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Quotation of the Day…

is from page 28 of The Fiscal Policy of International Trade: Being a Summary of the Memorandum by Prof. Alfred Marshall, Published as a Parliamentary Paper in 1908, J.M Robertson, ed. (1910):

In her [England’s] case, therefore, import duties, levied otherwise than with a direct view to revenue, seem to me to have no economic justification. They cannot, I have argued, cause foreigners to contribute appreciably to her public burdens. Though they may cause new employment to appear in certain directions, they will necessarily lessen the National Dividend; and therefore will necessarily lessen the amount of employment at good wages.

DBx: Alfred Marshall was no fan of protective tariffs.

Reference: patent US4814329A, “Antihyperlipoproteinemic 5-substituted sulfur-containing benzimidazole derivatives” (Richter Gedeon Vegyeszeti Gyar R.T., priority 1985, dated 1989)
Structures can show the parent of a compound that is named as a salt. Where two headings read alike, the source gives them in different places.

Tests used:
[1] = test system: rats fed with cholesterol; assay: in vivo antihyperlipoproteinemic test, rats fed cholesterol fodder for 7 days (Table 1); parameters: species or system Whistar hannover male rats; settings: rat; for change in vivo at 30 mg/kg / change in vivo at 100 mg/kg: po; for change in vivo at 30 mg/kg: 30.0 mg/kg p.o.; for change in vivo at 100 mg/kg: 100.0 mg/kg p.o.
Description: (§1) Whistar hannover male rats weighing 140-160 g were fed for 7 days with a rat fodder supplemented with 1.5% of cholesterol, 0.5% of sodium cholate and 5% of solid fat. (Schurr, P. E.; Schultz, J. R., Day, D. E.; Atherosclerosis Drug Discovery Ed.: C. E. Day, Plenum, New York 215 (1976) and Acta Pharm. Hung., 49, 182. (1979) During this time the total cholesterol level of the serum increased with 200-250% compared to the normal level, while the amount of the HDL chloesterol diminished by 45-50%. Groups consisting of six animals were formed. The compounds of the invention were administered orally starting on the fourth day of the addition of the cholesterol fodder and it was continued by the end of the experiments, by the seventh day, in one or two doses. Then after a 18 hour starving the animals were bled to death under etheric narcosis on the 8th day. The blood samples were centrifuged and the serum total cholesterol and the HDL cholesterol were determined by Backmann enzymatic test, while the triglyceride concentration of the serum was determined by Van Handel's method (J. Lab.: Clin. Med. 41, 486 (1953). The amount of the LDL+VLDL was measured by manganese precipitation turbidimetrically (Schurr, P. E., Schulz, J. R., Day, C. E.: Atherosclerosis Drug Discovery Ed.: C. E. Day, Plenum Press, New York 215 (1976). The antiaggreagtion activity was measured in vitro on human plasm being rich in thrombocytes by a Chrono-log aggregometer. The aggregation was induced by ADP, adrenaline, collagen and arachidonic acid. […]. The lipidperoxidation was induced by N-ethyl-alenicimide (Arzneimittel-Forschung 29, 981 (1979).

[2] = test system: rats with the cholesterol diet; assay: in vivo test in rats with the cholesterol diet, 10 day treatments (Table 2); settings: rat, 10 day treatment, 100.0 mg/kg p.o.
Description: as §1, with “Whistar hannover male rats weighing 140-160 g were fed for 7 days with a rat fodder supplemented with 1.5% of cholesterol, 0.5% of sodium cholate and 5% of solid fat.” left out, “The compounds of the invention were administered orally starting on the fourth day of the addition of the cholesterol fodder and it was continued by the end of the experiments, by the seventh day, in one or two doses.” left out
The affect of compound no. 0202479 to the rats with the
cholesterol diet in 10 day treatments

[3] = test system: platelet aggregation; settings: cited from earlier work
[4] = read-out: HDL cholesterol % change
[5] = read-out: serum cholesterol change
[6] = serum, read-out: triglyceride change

Marshall believed that the case for a policy of free trade was especially powerful in “old” countries, such as his native England, that had long histories of established, modern manufacturers. (America today, of course, is one such “old” country.) And although Marshall believed there to be validity in the textbook demonstration that in a ‘young’ country a public-spirited government, through the wise use of protective measures, might nourish ‘infant’ industries into vigor in ways that enrich the people of the country, he says earlier in this memo – on page 15 of the version linked to above – that as a practical matter this textbook demonstration should be ignored. The best policy remains one of free trade.